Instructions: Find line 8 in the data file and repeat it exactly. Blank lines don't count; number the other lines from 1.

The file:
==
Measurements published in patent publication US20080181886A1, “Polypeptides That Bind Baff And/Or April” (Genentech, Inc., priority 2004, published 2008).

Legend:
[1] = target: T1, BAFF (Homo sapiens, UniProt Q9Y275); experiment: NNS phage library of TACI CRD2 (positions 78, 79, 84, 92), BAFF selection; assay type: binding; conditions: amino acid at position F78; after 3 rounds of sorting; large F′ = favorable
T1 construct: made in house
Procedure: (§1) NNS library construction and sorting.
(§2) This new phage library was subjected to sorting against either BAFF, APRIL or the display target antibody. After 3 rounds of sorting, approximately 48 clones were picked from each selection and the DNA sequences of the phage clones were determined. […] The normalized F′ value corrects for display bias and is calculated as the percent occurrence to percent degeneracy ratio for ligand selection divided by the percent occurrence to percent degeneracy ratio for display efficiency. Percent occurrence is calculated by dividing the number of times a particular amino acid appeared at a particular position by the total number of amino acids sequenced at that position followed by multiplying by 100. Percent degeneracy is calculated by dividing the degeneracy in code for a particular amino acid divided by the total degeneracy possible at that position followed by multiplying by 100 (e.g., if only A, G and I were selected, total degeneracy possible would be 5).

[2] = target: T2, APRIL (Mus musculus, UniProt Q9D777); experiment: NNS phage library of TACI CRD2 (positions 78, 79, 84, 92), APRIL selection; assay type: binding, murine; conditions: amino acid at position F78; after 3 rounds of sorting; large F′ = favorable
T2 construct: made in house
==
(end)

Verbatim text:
T2 construct: made in house